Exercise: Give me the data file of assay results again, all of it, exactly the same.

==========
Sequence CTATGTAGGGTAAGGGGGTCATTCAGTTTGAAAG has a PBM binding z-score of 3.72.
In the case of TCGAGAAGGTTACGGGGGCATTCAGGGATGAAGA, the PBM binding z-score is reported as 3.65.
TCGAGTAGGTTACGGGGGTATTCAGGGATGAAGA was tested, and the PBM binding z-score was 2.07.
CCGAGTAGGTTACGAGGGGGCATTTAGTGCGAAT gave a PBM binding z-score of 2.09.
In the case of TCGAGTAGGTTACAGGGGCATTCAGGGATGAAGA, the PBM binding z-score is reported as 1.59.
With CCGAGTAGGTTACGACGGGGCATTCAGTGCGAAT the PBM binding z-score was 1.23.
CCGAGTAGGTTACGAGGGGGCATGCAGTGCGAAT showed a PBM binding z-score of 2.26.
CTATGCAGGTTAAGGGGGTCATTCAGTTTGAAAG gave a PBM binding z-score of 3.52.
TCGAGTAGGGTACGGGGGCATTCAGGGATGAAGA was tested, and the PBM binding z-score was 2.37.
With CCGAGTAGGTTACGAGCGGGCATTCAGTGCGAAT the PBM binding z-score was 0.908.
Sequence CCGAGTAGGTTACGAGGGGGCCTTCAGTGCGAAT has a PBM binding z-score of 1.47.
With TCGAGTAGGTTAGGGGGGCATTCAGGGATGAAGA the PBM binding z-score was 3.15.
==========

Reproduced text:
Sequence CTATGTAGGGTAAGGGGGTCATTCAGTTTGAAAG has a PBM binding z-score of 3.72.
In the case of TCGAGAAGGTTACGGGGGCATTCAGGGATGAAGA, the PBM binding z-score is reported as 3.65.
TCGAGTAGGTTACGGGGGTATTCAGGGATGAAGA was tested, and the PBM binding z-score was 2.07.
CCGAGTAGGTTACGAGGGGGCATTTAGTGCGAAT gave a PBM binding z-score of 2.09.
In the case of TCGAGTAGGTTACAGGGGCATTCAGGGATGAAGA, the PBM binding z-score is reported as 1.59.
With CCGAGTAGGTTACGACGGGGCATTCAGTGCGAAT the PBM binding z-score was 1.23.
CCGAGTAGGTTACGAGGGGGCATGCAGTGCGAAT showed a PBM binding z-score of 2.26.
CTATGCAGGTTAAGGGGGTCATTCAGTTTGAAAG gave a PBM binding z-score of 3.52.
TCGAGTAGGGTACGGGGGCATTCAGGGATGAAGA was tested, and the PBM binding z-score was 2.37.
With CCGAGTAGGTTACGAGCGGGCATTCAGTGCGAAT the PBM binding z-score was 0.908.
Sequence CCGAGTAGGTTACGAGGGGGCCTTCAGTGCGAAT has a PBM binding z-score of 1.47.
With TCGAGTAGGTTAGGGGGGCATTCAGGGATGAAGA the PBM binding z-score was 3.15.